The story of the Commodore Amiga is the story of highs and lows. Like a Hollywood star burning out in front of our eyes. The Amiga built on Commodore’s momentum, the C64′s success and managed to go from the lofty heights of the being the number one selling computer in 1990 to being a part of a bankrupt company by 1994. The life of the Amiga had many twists and turns.
If you walked through the Myers department store – electronics department – in Australia during the late 80′s you would have seen a Commodore Amiga, chances are it was running one of the Boing Ball graphics demonstrations. These simple animations of a chequered ball rotating and bouncing around a window or three boing balls being juggled on the desktop was one of the great wow moments of computers in the 80′s. It was also one of the greatest pieces of marketing ever, these demo’s alone sold millions of Amiga’s.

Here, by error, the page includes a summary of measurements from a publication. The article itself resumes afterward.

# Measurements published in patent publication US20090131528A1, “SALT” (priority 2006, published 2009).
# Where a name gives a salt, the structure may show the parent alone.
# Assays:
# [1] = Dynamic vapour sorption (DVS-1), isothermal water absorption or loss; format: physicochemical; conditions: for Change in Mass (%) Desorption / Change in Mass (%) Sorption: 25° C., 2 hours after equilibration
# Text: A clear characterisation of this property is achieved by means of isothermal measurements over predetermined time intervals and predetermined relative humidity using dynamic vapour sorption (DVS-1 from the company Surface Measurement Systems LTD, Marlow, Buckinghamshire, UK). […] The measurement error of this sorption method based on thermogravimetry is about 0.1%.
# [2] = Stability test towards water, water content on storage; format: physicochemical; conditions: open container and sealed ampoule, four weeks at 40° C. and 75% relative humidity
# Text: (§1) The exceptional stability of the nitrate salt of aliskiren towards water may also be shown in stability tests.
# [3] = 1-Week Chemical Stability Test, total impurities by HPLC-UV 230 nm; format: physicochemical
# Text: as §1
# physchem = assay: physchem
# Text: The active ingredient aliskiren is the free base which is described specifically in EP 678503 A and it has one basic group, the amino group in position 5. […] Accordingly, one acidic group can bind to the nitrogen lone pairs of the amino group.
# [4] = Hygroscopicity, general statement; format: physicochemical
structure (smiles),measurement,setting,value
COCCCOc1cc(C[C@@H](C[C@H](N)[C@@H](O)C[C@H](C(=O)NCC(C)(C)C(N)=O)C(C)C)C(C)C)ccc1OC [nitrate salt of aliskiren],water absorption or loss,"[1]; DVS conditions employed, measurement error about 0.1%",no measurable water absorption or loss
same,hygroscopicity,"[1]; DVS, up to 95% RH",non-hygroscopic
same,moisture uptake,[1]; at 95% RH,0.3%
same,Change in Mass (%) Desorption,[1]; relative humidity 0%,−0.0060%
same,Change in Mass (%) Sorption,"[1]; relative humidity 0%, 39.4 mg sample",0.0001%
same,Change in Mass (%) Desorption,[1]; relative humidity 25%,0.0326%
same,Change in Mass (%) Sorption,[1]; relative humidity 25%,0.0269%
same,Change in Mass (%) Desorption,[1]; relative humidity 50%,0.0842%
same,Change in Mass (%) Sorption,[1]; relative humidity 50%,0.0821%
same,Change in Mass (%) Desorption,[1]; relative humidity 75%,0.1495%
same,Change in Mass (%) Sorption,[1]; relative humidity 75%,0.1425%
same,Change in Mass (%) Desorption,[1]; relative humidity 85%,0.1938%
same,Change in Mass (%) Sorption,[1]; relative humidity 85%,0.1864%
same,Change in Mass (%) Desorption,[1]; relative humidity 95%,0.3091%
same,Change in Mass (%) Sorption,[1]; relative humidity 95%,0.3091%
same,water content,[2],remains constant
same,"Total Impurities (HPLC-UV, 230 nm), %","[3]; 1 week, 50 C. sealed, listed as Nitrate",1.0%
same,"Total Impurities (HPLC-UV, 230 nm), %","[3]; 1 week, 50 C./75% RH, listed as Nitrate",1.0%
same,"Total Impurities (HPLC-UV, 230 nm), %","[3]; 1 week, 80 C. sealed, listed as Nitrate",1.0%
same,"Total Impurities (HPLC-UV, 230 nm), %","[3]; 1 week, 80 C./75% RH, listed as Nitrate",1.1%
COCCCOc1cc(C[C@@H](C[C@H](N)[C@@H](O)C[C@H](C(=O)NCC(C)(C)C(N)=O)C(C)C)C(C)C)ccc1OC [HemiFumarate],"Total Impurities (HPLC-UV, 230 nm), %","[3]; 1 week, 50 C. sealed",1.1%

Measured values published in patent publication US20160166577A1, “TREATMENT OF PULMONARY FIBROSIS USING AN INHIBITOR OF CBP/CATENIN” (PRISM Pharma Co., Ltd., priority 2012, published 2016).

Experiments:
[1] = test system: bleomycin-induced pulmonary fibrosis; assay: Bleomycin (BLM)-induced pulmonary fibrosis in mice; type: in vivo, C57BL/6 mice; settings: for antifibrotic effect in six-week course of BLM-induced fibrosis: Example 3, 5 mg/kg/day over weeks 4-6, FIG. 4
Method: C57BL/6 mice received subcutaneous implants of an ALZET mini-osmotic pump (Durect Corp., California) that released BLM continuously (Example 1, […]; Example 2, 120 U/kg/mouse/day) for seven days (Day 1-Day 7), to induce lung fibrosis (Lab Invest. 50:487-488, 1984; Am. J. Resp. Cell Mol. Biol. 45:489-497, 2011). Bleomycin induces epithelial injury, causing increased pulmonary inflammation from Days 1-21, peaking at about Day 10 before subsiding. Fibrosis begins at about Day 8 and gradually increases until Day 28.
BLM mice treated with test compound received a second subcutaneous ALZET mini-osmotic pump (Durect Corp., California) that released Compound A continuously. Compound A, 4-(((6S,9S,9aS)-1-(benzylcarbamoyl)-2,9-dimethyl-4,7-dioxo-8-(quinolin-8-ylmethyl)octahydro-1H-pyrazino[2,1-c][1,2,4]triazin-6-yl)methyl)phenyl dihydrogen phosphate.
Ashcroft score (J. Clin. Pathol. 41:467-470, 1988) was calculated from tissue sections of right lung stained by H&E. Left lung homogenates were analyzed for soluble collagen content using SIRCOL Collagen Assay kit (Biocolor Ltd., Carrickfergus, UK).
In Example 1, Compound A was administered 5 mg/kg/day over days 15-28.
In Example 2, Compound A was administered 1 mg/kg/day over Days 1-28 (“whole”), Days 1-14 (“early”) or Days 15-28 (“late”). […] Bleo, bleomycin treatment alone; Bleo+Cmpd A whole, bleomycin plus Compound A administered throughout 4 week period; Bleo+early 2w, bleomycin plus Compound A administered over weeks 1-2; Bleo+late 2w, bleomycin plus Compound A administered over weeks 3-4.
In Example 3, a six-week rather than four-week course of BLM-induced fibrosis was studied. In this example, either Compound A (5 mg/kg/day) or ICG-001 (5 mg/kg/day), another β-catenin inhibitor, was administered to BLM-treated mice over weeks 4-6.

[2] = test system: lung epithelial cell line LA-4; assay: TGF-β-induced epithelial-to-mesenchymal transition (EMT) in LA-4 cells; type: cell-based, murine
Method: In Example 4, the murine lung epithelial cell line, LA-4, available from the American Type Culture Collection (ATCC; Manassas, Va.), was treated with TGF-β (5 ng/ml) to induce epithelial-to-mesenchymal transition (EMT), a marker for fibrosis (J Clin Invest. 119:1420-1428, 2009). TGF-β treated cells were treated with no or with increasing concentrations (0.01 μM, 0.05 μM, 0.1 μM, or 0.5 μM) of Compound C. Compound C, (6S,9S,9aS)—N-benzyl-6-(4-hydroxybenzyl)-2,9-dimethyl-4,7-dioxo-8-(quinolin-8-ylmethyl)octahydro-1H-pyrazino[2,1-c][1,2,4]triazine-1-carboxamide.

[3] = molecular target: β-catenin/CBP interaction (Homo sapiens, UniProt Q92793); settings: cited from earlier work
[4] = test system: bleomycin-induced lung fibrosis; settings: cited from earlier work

Continue reading Amiga. The computer that changed the Galaxy…
The Commodore 64 sold in excess of 17 million units in its lifetime, still the largest selling single model of computer in history. Introduced in 1982 this computer more than any other made computers available to the average joe on the street, who proceeded to cut their teeth on this new beast.
The attraction for us nerds was purely based around its graphics and sound capabilities, it was technically the best machine at the time. This alone doesn’t explain it’s success though.
After it’s release in 1982 Commodore began selling the machine through main street retail stores instead of through specialist electronics stores. Computers sold through electronics parts stores had the stigma of build you own computer kits, this locked most people out. Even in the nerd world at the time the kids that had the funds, tools and ability to build their own computer were a tiny subset of this community.
Continue reading The Commodor 64, the Computer That Changed the Galaxy…